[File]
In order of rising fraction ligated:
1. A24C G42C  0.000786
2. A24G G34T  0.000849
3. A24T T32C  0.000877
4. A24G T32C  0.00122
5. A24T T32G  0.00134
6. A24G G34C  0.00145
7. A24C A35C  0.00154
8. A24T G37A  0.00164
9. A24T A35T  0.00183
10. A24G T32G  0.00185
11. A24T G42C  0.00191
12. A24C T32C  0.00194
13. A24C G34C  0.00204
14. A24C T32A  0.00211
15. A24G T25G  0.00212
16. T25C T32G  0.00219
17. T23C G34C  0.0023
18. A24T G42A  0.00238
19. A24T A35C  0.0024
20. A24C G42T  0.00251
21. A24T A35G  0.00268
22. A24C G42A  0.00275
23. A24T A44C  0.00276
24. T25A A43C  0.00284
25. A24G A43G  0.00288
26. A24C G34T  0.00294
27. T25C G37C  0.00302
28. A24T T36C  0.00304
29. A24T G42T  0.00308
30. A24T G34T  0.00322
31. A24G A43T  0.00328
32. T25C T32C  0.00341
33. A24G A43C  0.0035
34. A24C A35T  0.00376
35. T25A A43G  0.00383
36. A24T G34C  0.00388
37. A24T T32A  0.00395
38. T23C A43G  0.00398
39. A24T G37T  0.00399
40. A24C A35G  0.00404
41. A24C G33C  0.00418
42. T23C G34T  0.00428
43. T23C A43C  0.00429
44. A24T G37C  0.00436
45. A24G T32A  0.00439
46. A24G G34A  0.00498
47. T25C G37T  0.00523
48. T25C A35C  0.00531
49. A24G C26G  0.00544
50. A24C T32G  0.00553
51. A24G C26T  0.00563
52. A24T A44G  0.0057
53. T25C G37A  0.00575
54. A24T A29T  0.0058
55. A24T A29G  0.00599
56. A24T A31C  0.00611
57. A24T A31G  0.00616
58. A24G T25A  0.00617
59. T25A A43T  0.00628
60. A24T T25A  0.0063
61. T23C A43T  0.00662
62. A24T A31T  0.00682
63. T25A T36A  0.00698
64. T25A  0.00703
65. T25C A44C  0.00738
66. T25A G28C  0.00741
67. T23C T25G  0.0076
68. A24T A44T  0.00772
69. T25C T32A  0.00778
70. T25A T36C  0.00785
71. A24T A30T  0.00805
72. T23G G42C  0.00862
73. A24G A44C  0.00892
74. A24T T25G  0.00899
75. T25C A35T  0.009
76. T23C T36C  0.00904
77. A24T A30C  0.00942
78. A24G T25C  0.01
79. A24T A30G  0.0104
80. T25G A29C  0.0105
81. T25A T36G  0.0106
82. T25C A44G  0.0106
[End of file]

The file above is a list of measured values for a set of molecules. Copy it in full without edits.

In order of rising fraction ligated:
1. A24C G42C  0.000786
2. A24G G34T  0.000849
3. A24T T32C  0.000877
4. A24G T32C  0.00122
5. A24T T32G  0.00134
6. A24G G34C  0.00145
7. A24C A35C  0.00154
8. A24T G37A  0.00164
9. A24T A35T  0.00183
10. A24G T32G  0.00185
11. A24T G42C  0.00191
12. A24C T32C  0.00194
13. A24C G34C  0.00204
14. A24C T32A  0.00211
15. A24G T25G  0.00212
16. T25C T32G  0.00219
17. T23C G34C  0.0023
18. A24T G42A  0.00238
19. A24T A35C  0.0024
20. A24C G42T  0.00251
21. A24T A35G  0.00268
22. A24C G42A  0.00275
23. A24T A44C  0.00276
24. T25A A43C  0.00284
25. A24G A43G  0.00288
26. A24C G34T  0.00294
27. T25C G37C  0.00302
28. A24T T36C  0.00304
29. A24T G42T  0.00308
30. A24T G34T  0.00322
31. A24G A43T  0.00328
32. T25C T32C  0.00341
33. A24G A43C  0.0035
34. A24C A35T  0.00376
35. T25A A43G  0.00383
36. A24T G34C  0.00388
37. A24T T32A  0.00395
38. T23C A43G  0.00398
39. A24T G37T  0.00399
40. A24C A35G  0.00404
41. A24C G33C  0.00418
42. T23C G34T  0.00428
43. T23C A43C  0.00429
44. A24T G37C  0.00436
45. A24G T32A  0.00439
46. A24G G34A  0.00498
47. T25C G37T  0.00523
48. T25C A35C  0.00531
49. A24G C26G  0.00544
50. A24C T32G  0.00553
51. A24G C26T  0.00563
52. A24T A44G  0.0057
53. T25C G37A  0.00575
54. A24T A29T  0.0058
55. A24T A29G  0.00599
56. A24T A31C  0.00611
57. A24T A31G  0.00616
58. A24G T25A  0.00617
59. T25A A43T  0.00628
60. A24T T25A  0.0063
61. T23C A43T  0.00662
62. A24T A31T  0.00682
63. T25A T36A  0.00698
64. T25A  0.00703
65. T25C A44C  0.00738
66. T25A G28C  0.00741
67. T23C T25G  0.0076
68. A24T A44T  0.00772
69. T25C T32A  0.00778
70. T25A T36C  0.00785
71. A24T A30T  0.00805
72. T23G G42C  0.00862
73. A24G A44C  0.00892
74. A24T T25G  0.00899
75. T25C A35T  0.009
76. T23C T36C  0.00904
77. A24T A30C  0.00942
78. A24G T25C  0.01
79. A24T A30G  0.0104
80. T25G A29C  0.0105
81. T25A T36G  0.0106
82. T25C A44G  0.0106